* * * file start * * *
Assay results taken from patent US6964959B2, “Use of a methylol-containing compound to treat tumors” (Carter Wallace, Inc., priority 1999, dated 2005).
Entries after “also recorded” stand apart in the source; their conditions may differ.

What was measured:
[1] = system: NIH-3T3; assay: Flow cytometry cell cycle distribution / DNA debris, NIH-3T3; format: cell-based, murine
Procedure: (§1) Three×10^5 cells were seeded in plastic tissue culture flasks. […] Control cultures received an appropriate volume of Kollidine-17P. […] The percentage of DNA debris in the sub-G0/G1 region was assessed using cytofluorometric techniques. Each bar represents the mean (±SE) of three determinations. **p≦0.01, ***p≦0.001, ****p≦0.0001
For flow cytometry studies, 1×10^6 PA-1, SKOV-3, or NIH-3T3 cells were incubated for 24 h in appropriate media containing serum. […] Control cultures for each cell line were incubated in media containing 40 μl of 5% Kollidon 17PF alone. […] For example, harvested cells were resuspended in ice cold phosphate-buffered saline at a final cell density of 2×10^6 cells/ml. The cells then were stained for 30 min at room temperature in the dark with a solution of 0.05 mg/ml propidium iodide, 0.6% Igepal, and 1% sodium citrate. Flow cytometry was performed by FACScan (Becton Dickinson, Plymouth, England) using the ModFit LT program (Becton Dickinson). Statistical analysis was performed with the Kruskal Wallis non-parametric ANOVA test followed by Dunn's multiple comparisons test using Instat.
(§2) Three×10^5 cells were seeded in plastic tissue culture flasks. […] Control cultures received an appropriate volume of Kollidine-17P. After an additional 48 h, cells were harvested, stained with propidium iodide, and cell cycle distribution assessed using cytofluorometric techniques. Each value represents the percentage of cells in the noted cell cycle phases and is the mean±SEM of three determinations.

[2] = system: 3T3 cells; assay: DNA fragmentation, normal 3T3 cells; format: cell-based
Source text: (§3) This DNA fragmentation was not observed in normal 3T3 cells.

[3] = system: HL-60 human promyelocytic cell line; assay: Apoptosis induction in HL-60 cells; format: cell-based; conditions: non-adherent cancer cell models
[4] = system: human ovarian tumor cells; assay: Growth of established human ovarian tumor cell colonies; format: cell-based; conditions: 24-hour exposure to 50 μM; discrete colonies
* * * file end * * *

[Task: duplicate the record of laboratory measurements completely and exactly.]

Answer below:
Assay results taken from patent US6964959B2, “Use of a methylol-containing compound to treat tumors” (Carter Wallace, Inc., priority 1999, dated 2005).
Entries after “also recorded” stand apart in the source; their conditions may differ.

What was measured:
[1] = system: NIH-3T3; assay: Flow cytometry cell cycle distribution / DNA debris, NIH-3T3; format: cell-based, murine
Procedure: (§1) Three×10^5 cells were seeded in plastic tissue culture flasks. […] Control cultures received an appropriate volume of Kollidine-17P. […] The percentage of DNA debris in the sub-G0/G1 region was assessed using cytofluorometric techniques. Each bar represents the mean (±SE) of three determinations. **p≦0.01, ***p≦0.001, ****p≦0.0001
For flow cytometry studies, 1×10^6 PA-1, SKOV-3, or NIH-3T3 cells were incubated for 24 h in appropriate media containing serum. […] Control cultures for each cell line were incubated in media containing 40 μl of 5% Kollidon 17PF alone. […] For example, harvested cells were resuspended in ice cold phosphate-buffered saline at a final cell density of 2×10^6 cells/ml. The cells then were stained for 30 min at room temperature in the dark with a solution of 0.05 mg/ml propidium iodide, 0.6% Igepal, and 1% sodium citrate. Flow cytometry was performed by FACScan (Becton Dickinson, Plymouth, England) using the ModFit LT program (Becton Dickinson). Statistical analysis was performed with the Kruskal Wallis non-parametric ANOVA test followed by Dunn's multiple comparisons test using Instat.
(§2) Three×10^5 cells were seeded in plastic tissue culture flasks. […] Control cultures received an appropriate volume of Kollidine-17P. After an additional 48 h, cells were harvested, stained with propidium iodide, and cell cycle distribution assessed using cytofluorometric techniques. Each value represents the percentage of cells in the noted cell cycle phases and is the mean±SEM of three determinations.

[2] = system: 3T3 cells; assay: DNA fragmentation, normal 3T3 cells; format: cell-based
Source text: (§3) This DNA fragmentation was not observed in normal 3T3 cells.

[3] = system: HL-60 human promyelocytic cell line; assay: Apoptosis induction in HL-60 cells; format: cell-based; conditions: non-adherent cancer cell models
[4] = system: human ovarian tumor cells; assay: Growth of established human ovarian tumor cell colonies; format: cell-based; conditions: 24-hour exposure to 50 μM; discrete colonies